4.1 janmau ‘ṣadhi mantra tapaḥ samādhijāḥ siddhayaḥ
Psychic powers arise by birth, drugs, incantations, purificatory acts or concentrated insight.
4.2 jāty antara pariṇāmaḥ prakṛtyā ‘pūrāt
Transformation into another state is by the directed by the quality with which one’s whole being is saturated
4.3 nimittaṁ aprayojakaṁ prakṛtīnāṁ varaṇa bhedas tu tataḥ kṣetrikavat
Creative nature is not moved into action by any incidental cause, but by the removal of obstacles, as in the case of a farmer clearing his field of stones for irrigation.
4.4 nirmāṇa cittāny asmitā mātrāt
Created minds arise from egoism alone.
4.5 pravṛtti bhede prayojakaṁ cittaṁ ekam anekeṣāṁ
There being difference of interest, one mind is the director of many minds.
4.6 tatra dhyānajam anāśayaṁ
Of these, the mind born of concentrated insight is free from the impressions.
4.7 karmā ‘śuklā ‘kṛṣṇaṁ yoginas trividham itareṣāṁ
The impressions of unitive cognition are neither good nor bad. In the case of the others, there are three kinds of impressions.
4.8 tatas tad vipākā ‘nuguṇānāṁ evā ‘bhivyakttir vāsanānāṁ
From them proceed the development of the tendencies which bring about the fruition of actions.
4.9 jāti deśa kāla vyavahitānāṁ apy ānantaryaṁ smṛti saṁskārayor eka rūpatvāt
Because of the magnetic qualities of habitual mental patterns and memory, a relationship of cause and effect clings even though there may be a change of embodiment by class, space and time.
4.10 tāsāṁ anāditvaṁ cā ‘śiṣo nityatvāt
The desire to live is eternal, and the thought-clusters prompting a sense of identity are beginningless.
4.11 hetu phalā ‘śrayā ‘laṁbanaih samgṛhītatvād eṣāmabhāve tad abhāvaḥ
Being held together by cause and effect, substratum and object- the tendencies themselves disappear on the dissolution of these bases.
4.12 hetu phalā ‘śrayā ‘laṁbanaih samgṛhītatvād eṣāmabhāve tad abhāvaḥ
The past and the future exist in the object itself as form and expression, there being difference in the conditions of the properties.
4.13 te vyaktta sūksmā guṇātmanaḥ
Whether subtle or obvious they are of the nature of the attributes.
4.14 pariṇāmai ‘katvād vastu tattvaṁ
Things assume reality because of the unity maintained within that modification.
4.15 vastu sāṁye citta bhedāt tayor vibhakttaḥ panthāḥ
Even though the external object is the same, there is a difference of cognition in regard to the object because of the difference in mentality.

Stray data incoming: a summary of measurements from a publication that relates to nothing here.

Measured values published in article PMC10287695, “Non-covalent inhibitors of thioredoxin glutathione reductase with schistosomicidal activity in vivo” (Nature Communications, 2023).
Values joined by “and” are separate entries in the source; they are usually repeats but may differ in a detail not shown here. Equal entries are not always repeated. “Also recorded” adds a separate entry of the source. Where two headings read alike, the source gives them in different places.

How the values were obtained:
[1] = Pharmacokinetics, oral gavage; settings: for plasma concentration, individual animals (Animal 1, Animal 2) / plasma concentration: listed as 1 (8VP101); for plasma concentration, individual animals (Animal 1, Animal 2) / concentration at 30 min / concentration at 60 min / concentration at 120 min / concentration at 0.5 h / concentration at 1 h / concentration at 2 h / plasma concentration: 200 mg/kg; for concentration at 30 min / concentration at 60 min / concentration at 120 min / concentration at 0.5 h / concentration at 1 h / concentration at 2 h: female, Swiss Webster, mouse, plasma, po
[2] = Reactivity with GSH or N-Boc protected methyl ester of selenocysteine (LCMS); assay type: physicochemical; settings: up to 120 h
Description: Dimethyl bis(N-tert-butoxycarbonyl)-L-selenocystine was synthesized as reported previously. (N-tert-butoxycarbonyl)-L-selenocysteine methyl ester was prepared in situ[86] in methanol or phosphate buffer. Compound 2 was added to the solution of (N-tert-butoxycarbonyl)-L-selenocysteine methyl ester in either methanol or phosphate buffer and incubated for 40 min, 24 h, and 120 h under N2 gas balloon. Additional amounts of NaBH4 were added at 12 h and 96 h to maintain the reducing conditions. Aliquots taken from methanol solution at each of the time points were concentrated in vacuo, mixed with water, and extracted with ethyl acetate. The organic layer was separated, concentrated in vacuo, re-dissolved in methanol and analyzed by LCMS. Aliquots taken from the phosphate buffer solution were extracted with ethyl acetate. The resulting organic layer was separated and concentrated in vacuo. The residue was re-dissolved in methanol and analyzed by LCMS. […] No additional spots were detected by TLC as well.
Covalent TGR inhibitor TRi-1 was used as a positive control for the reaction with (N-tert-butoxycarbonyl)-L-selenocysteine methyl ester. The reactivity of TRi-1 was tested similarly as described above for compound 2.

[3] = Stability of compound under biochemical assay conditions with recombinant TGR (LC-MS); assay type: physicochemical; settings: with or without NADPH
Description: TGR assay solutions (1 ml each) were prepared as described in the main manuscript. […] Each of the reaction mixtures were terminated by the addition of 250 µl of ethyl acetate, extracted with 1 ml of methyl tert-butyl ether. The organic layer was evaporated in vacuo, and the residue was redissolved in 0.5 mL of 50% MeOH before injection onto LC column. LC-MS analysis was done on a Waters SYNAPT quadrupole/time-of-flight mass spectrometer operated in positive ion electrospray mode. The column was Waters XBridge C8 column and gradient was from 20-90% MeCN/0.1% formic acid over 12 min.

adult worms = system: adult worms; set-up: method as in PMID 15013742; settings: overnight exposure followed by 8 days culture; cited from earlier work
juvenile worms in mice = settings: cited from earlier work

4.16 na cai ‘ka cittatantraṁ vastu tad apramāṇakaṁ tadā kiṁ syāt
And if an object known only to a single mind were not cognized by that mind, would it then exist?
4.17 tad uparāgā ‘pekṣitvāc cittasya vastu jñātā ‘jñātaṁ
An object is known or not known by the mind, depending on whether or not the mind is colored by the object.
4.18 sadā jñātāś citta vṛttayas tat prabhoḥ puruṣasyā ‘pariṇāmitvāt
The mutations of awareness are always known on account of the changelessness of its Lord, the indweller.
4.19 na tat svābhāsaṁ dṛśyatvāt
Nor is the mind self-luminous, as it can be known.
4.20 ekasamaye co ‘bhayā ‘navadhāraṇaṁ
It is not possible for the mind to be both the perceived and the perceiver simultaneously.
4.21 cittā ‘ntara dṛśye buddhi buddher atiprasaṅgaḥ smṛti saṁkaraś ca
In the case of cognition of one mind by another, we would have to assume cognition of cognition, and there would be confusion of memories.
4.22 citer apratisaṁkramāyās tad ākārā ‘pattau sva buddhi saṁvedanaṁ
Consciousness appears to the mind itself as intellect when in that form in which it does not pass from place to place.
4.23 draṣṭṛ dṛśyo ‘parakttaṁ cittaṁ sarvārthaṁ
The mind is said to perceive when it reflects both the indweller (the knower) and the objects of perception (the known).
4.24 tad asaṁkhyeya vāsanābhiś citram api parārthaṁ saṁhatyakāritvāt
Though variegated by innumerable tendencies, the mind acts not for itself but for another, for the mind is of compound substance.
4.25 viśeṣa darśina ātmabhāva bhāvanā vinivṛttiḥ
For one who sees the distinction, there is no further confusing of the mind with the self.
4.26 tadā vivekaniṁnaṁ kaivalya prāgbhāraṁ cittaṁ
Then the awareness begins to discriminate, and gravitates towards liberation.
4.27 tac chidreṣu pratyayā ‘ntarāṇi saṁskārebhyaḥ
Distractions arise from habitual thought patterns when practice is intermittent.
4.28 hānam eṣāṁ kleśavad ukttaṁ
The removal of the habitual thought patterns is similar to that of the afflictions already described.
4.29 prasaṁkhyāne ‘py akusīdasya sarvathā viveka khyāter dharma meghaḥ
To one who remains undistracted in even the highest intellection there comes the equalminded realization known as The Cloud of Virtue. This is a result of discriminative discernment.
4.30 tataḥ kleśa karma nivṛttiḥ
From this there follows freedom from cause and effect and afflictions.
4.31 tadā sarvā ‘varaṇa malāpetasya jñānasyā ‘nantyāj jñeyam alpaṁ
The infinity of knowledge available to such a mind freed of all obscuration and property makes the universe of sensory perception seem small.
4.32 tataḥ kṛtārthānāṁ pariṇāmakrama samāptir guṇānāṁ
Then the sequence of change in the three attributes comes to an end, for they have fulfilled their function.
4.33 kṣaṇa pratiyogī pariṇāmā ‘parānta nirgrāhyaḥ kramaḥ
What is regarded as continuous succession is only a series of individual and
independent moments. When the last moment is not apprehended as being part of a
continuum, the false notion of succession and therefore of time comes to an end.
4.34 puruṣārtha śūnyānāṁ guṇānāṁ prati prasavaḥ kaivalyaṁ svarūpa pratiṣṭhā vā citiśakttir iti
When the attributes cease mutative association with awarenessness, they resolve into dormancy in Nature, and the indweller shines forth as pure consciousness. This is absolute freedom.